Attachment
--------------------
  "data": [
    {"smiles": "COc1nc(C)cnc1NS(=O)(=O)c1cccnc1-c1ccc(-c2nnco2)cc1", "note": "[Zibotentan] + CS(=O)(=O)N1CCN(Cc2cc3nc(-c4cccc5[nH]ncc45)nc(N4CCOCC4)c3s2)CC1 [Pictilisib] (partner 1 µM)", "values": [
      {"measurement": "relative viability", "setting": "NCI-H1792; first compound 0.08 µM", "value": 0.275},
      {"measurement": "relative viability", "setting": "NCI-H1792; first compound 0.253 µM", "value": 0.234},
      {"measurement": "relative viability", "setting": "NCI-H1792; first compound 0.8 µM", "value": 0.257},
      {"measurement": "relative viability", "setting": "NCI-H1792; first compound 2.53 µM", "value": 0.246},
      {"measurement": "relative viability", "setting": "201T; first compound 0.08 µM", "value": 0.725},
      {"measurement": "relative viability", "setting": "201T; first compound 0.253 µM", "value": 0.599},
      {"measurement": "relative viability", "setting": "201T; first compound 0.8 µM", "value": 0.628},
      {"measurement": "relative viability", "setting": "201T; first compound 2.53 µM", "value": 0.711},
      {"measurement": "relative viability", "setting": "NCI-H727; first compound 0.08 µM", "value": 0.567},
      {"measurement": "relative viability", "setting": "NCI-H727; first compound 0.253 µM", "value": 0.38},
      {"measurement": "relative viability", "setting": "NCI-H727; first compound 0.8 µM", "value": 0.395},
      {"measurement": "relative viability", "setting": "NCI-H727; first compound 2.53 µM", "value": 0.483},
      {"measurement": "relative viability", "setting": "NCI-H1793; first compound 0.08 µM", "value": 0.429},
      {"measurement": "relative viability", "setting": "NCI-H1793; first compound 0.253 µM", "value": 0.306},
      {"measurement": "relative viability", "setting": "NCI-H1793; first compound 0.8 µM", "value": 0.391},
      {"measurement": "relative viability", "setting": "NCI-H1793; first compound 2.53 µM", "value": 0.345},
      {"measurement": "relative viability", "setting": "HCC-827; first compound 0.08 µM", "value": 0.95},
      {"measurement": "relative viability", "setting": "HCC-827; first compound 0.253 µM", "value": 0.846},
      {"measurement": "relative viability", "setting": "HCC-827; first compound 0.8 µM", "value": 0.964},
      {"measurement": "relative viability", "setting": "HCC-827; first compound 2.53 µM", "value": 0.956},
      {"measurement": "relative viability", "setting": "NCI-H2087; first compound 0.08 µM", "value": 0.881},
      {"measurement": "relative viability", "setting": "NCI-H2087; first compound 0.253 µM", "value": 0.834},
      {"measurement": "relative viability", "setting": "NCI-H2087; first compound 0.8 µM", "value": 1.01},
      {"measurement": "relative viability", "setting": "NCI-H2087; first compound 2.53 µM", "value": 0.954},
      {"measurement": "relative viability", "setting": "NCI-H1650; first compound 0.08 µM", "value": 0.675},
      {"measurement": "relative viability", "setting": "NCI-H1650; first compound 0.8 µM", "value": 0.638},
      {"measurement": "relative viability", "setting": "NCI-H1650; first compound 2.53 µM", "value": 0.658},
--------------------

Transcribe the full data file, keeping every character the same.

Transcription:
  "data": [
    {"smiles": "COc1nc(C)cnc1NS(=O)(=O)c1cccnc1-c1ccc(-c2nnco2)cc1", "note": "[Zibotentan] + CS(=O)(=O)N1CCN(Cc2cc3nc(-c4cccc5[nH]ncc45)nc(N4CCOCC4)c3s2)CC1 [Pictilisib] (partner 1 µM)", "values": [
      {"measurement": "relative viability", "setting": "NCI-H1792; first compound 0.08 µM", "value": 0.275},
      {"measurement": "relative viability", "setting": "NCI-H1792; first compound 0.253 µM", "value": 0.234},
      {"measurement": "relative viability", "setting": "NCI-H1792; first compound 0.8 µM", "value": 0.257},
      {"measurement": "relative viability", "setting": "NCI-H1792; first compound 2.53 µM", "value": 0.246},
      {"measurement": "relative viability", "setting": "201T; first compound 0.08 µM", "value": 0.725},
      {"measurement": "relative viability", "setting": "201T; first compound 0.253 µM", "value": 0.599},
      {"measurement": "relative viability", "setting": "201T; first compound 0.8 µM", "value": 0.628},
      {"measurement": "relative viability", "setting": "201T; first compound 2.53 µM", "value": 0.711},
      {"measurement": "relative viability", "setting": "NCI-H727; first compound 0.08 µM", "value": 0.567},
      {"measurement": "relative viability", "setting": "NCI-H727; first compound 0.253 µM", "value": 0.38},
      {"measurement": "relative viability", "setting": "NCI-H727; first compound 0.8 µM", "value": 0.395},
      {"measurement": "relative viability", "setting": "NCI-H727; first compound 2.53 µM", "value": 0.483},
      {"measurement": "relative viability", "setting": "NCI-H1793; first compound 0.08 µM", "value": 0.429},
      {"measurement": "relative viability", "setting": "NCI-H1793; first compound 0.253 µM", "value": 0.306},
      {"measurement": "relative viability", "setting": "NCI-H1793; first compound 0.8 µM", "value": 0.391},
      {"measurement": "relative viability", "setting": "NCI-H1793; first compound 2.53 µM", "value": 0.345},
      {"measurement": "relative viability", "setting": "HCC-827; first compound 0.08 µM", "value": 0.95},
      {"measurement": "relative viability", "setting": "HCC-827; first compound 0.253 µM", "value": 0.846},
      {"measurement": "relative viability", "setting": "HCC-827; first compound 0.8 µM", "value": 0.964},
      {"measurement": "relative viability", "setting": "HCC-827; first compound 2.53 µM", "value": 0.956},
      {"measurement": "relative viability", "setting": "NCI-H2087; first compound 0.08 µM", "value": 0.881},
      {"measurement": "relative viability", "setting": "NCI-H2087; first compound 0.253 µM", "value": 0.834},
      {"measurement": "relative viability", "setting": "NCI-H2087; first compound 0.8 µM", "value": 1.01},
      {"measurement": "relative viability", "setting": "NCI-H2087; first compound 2.53 µM", "value": 0.954},
      {"measurement": "relative viability", "setting": "NCI-H1650; first compound 0.08 µM", "value": 0.675},
      {"measurement": "relative viability", "setting": "NCI-H1650; first compound 0.8 µM", "value": 0.638},
      {"measurement": "relative viability", "setting": "NCI-H1650; first compound 2.53 µM", "value": 0.658},